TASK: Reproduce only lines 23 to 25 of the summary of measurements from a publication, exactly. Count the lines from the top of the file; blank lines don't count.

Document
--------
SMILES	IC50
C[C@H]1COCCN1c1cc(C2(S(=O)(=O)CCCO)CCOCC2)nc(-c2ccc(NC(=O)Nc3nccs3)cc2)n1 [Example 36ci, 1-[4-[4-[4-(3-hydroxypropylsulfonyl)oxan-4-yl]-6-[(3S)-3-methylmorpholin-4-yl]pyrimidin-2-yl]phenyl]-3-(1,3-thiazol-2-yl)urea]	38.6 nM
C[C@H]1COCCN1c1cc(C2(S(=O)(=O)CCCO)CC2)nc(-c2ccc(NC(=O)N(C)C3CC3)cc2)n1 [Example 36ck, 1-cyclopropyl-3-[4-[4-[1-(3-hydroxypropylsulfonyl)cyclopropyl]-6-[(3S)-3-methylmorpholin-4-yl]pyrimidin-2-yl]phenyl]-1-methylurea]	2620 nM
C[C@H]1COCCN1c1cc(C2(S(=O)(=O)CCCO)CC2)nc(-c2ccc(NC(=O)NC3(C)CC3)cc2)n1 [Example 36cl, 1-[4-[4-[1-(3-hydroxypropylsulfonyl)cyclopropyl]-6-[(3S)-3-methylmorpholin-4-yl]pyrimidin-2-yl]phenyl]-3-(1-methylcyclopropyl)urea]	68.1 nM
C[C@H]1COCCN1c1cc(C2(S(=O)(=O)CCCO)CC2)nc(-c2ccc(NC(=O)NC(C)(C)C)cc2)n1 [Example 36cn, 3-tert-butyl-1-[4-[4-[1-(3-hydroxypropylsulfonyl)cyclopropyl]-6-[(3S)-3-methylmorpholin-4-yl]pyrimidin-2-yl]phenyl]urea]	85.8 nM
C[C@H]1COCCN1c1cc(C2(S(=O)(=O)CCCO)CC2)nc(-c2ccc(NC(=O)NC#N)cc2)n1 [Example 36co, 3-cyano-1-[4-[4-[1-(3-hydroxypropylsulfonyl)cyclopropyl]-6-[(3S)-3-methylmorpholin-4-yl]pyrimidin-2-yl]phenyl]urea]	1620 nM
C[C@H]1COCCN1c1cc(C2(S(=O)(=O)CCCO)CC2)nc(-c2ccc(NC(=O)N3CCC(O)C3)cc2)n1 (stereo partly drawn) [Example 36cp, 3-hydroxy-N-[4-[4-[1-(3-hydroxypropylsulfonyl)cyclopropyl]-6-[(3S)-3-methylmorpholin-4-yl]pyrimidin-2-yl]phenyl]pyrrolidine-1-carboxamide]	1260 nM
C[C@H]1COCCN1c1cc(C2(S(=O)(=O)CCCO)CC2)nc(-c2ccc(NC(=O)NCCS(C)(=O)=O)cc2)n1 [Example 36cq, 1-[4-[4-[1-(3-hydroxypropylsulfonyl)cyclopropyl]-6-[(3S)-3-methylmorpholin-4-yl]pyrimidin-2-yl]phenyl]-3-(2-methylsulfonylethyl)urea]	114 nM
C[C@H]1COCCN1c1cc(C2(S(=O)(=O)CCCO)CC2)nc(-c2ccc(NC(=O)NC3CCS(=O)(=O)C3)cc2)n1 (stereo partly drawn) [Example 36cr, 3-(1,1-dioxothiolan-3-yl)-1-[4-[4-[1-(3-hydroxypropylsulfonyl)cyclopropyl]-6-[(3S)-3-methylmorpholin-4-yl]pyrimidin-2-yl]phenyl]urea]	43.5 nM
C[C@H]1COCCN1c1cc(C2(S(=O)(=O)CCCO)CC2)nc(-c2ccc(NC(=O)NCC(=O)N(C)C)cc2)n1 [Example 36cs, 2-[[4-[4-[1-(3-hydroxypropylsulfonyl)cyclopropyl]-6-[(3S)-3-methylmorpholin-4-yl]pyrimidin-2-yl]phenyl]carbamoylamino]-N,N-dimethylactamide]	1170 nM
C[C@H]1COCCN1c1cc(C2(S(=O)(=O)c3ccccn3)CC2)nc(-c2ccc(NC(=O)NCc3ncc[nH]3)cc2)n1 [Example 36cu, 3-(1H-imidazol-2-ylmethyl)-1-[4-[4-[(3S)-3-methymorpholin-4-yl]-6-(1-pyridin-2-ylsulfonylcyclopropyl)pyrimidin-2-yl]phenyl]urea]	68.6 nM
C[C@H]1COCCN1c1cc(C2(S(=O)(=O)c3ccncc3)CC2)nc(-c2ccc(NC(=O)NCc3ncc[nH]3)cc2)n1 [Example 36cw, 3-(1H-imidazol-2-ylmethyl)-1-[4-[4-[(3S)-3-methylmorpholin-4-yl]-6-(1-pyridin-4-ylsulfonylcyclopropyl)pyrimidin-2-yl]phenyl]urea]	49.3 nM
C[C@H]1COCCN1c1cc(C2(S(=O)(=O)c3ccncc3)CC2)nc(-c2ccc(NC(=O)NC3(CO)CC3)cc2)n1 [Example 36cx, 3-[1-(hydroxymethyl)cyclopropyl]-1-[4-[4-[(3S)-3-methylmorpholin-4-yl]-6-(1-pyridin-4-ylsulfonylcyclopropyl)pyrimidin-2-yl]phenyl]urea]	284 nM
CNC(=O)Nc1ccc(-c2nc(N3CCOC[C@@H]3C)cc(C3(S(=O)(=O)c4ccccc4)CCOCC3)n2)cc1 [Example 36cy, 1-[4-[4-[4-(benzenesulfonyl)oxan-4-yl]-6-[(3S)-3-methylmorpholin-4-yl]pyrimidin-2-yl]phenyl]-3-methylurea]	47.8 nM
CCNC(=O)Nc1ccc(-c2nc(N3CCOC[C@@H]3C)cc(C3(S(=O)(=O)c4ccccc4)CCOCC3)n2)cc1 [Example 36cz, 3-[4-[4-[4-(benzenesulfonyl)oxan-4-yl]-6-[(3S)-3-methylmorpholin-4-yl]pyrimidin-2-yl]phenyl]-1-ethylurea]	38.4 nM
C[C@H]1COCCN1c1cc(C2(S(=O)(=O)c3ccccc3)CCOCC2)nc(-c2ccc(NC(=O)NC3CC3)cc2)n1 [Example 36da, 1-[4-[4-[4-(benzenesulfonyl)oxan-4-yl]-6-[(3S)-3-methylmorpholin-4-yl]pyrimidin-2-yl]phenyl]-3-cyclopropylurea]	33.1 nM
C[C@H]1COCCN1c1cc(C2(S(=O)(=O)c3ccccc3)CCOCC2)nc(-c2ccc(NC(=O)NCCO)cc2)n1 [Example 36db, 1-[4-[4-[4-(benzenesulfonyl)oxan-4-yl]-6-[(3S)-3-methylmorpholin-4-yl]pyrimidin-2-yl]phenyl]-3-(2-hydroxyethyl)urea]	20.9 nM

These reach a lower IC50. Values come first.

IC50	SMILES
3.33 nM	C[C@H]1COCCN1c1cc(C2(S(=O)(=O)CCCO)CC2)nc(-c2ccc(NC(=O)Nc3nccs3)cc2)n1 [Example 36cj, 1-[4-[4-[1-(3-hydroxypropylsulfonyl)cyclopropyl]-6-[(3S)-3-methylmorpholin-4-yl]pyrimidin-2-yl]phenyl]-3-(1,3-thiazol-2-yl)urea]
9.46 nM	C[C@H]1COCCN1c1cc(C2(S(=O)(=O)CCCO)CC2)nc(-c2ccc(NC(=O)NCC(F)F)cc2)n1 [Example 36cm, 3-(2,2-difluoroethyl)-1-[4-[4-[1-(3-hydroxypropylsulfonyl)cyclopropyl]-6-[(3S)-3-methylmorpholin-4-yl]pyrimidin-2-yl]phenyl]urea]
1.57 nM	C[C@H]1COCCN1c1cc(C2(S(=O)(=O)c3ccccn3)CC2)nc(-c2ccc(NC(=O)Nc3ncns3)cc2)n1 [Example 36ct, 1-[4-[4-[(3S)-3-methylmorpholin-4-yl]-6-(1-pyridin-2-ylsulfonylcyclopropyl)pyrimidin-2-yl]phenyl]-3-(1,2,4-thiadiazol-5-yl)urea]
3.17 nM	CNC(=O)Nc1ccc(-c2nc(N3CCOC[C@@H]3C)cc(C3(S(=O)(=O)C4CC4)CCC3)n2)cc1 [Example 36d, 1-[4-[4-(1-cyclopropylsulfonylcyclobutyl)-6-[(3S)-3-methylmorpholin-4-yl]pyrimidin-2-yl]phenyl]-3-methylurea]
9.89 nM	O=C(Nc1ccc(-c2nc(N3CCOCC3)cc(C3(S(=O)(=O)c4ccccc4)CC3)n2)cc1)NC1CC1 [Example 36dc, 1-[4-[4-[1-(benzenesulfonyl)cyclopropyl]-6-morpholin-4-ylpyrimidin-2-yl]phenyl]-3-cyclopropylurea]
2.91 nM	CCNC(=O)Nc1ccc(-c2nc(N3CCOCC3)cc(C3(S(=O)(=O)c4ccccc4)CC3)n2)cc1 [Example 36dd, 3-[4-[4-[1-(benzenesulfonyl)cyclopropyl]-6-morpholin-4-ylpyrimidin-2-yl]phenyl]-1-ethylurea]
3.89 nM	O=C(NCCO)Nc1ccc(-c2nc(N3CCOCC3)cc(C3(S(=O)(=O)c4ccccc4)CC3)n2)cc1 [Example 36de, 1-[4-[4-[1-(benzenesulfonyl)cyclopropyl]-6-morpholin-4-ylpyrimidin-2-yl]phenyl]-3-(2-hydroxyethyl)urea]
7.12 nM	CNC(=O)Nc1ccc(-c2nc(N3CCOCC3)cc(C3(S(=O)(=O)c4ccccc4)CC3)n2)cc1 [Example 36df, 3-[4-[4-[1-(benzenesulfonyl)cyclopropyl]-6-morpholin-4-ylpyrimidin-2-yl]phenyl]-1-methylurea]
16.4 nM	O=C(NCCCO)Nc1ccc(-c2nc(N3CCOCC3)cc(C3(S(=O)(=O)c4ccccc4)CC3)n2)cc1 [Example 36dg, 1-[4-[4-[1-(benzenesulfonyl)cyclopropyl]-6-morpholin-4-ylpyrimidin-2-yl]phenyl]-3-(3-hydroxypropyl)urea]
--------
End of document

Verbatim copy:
3.17 nM	CNC(=O)Nc1ccc(-c2nc(N3CCOC[C@@H]3C)cc(C3(S(=O)(=O)C4CC4)CCC3)n2)cc1 [Example 36d, 1-[4-[4-(1-cyclopropylsulfonylcyclobutyl)-6-[(3S)-3-methylmorpholin-4-yl]pyrimidin-2-yl]phenyl]-3-methylurea]
9.89 nM	O=C(Nc1ccc(-c2nc(N3CCOCC3)cc(C3(S(=O)(=O)c4ccccc4)CC3)n2)cc1)NC1CC1 [Example 36dc, 1-[4-[4-[1-(benzenesulfonyl)cyclopropyl]-6-morpholin-4-ylpyrimidin-2-yl]phenyl]-3-cyclopropylurea]
2.91 nM	CCNC(=O)Nc1ccc(-c2nc(N3CCOCC3)cc(C3(S(=O)(=O)c4ccccc4)CC3)n2)cc1 [Example 36dd, 3-[4-[4-[1-(benzenesulfonyl)cyclopropyl]-6-morpholin-4-ylpyrimidin-2-yl]phenyl]-1-ethylurea]